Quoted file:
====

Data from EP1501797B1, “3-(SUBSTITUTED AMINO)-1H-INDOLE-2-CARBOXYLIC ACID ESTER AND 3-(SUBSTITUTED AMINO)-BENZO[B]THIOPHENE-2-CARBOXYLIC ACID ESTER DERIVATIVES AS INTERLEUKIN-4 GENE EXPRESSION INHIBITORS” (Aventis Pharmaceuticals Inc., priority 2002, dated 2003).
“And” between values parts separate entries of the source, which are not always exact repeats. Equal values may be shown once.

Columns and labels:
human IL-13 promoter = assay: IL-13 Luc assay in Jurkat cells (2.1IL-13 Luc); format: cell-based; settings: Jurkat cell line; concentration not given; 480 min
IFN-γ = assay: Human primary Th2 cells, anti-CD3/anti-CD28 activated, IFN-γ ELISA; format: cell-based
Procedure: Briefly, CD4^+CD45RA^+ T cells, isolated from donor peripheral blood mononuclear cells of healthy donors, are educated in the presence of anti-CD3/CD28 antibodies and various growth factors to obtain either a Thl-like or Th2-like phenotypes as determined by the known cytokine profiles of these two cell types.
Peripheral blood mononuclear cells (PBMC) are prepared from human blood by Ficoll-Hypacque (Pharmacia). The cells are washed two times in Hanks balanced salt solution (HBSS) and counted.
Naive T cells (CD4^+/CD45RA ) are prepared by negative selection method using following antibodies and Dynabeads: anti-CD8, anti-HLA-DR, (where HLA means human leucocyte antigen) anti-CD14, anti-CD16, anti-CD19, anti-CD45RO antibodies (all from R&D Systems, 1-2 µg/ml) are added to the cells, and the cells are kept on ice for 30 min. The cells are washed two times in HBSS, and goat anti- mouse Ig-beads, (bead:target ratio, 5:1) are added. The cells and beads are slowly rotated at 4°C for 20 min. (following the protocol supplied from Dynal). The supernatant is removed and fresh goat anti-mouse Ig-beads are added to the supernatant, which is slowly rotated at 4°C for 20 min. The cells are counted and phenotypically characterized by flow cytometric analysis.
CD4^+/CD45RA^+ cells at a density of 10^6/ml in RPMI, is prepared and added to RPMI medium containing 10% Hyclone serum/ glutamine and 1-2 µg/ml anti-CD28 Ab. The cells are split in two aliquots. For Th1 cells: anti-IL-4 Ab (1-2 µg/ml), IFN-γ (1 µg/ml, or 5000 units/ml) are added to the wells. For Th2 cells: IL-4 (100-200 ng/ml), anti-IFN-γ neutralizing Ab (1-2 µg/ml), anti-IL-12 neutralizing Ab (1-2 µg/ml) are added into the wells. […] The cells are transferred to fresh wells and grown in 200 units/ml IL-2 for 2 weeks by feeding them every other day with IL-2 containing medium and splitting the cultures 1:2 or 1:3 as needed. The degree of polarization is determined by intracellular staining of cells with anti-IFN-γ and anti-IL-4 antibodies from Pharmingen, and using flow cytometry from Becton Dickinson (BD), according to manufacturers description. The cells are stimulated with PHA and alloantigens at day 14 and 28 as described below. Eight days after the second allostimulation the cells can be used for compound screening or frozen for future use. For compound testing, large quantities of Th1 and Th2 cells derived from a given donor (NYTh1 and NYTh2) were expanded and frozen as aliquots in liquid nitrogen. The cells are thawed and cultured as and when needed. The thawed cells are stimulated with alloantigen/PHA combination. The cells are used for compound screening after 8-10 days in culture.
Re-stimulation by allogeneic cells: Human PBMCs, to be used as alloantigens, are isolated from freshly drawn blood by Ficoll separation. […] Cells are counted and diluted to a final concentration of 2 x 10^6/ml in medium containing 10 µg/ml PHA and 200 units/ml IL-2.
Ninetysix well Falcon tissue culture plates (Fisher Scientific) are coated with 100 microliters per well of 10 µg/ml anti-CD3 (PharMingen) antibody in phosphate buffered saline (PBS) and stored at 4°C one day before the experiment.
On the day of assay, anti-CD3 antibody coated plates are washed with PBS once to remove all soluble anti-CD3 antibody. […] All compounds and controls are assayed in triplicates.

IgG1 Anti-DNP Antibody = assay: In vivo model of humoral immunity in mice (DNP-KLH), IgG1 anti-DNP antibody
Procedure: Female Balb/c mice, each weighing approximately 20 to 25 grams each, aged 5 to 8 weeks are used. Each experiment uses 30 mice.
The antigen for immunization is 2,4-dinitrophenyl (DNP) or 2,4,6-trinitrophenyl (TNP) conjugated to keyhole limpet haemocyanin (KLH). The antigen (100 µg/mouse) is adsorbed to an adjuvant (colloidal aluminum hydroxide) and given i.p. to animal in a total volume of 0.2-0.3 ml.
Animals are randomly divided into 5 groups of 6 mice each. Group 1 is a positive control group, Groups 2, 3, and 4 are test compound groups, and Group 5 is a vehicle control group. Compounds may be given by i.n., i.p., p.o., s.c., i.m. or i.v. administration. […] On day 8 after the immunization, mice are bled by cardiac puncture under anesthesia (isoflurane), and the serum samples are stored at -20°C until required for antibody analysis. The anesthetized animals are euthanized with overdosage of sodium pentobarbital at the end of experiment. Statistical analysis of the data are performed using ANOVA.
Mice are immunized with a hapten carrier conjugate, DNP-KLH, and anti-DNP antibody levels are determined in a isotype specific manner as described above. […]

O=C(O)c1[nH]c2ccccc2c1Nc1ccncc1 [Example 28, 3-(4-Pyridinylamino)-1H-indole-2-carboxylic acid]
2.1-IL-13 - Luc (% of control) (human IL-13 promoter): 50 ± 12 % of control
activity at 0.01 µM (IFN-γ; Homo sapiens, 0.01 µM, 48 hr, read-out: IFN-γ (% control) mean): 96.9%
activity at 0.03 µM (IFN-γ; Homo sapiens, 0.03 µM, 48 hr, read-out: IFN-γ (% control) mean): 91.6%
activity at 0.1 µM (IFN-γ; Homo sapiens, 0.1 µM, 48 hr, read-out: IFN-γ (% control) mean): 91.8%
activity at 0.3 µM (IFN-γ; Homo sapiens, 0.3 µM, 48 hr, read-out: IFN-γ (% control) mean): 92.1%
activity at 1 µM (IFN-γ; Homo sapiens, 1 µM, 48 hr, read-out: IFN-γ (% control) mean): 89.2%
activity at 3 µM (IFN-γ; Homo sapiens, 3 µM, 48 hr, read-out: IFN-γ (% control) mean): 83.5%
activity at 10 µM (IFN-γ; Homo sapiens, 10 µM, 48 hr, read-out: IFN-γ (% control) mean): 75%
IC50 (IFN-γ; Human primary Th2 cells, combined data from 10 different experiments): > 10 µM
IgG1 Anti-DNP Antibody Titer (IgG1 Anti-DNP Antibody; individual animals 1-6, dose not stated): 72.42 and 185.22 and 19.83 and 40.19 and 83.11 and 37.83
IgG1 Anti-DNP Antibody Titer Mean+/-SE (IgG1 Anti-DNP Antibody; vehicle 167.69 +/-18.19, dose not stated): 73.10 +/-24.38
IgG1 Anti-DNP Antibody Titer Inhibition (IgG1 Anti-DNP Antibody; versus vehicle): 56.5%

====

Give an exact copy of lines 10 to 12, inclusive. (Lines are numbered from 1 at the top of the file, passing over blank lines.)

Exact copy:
Re-stimulation by allogeneic cells: Human PBMCs, to be used as alloantigens, are isolated from freshly drawn blood by Ficoll separation. […] Cells are counted and diluted to a final concentration of 2 x 10^6/ml in medium containing 10 µg/ml PHA and 200 units/ml IL-2.
Ninetysix well Falcon tissue culture plates (Fisher Scientific) are coated with 100 microliters per well of 10 µg/ml anti-CD3 (PharMingen) antibody in phosphate buffered saline (PBS) and stored at 4°C one day before the experiment.
On the day of assay, anti-CD3 antibody coated plates are washed with PBS once to remove all soluble anti-CD3 antibody. […] All compounds and controls are assayed in triplicates.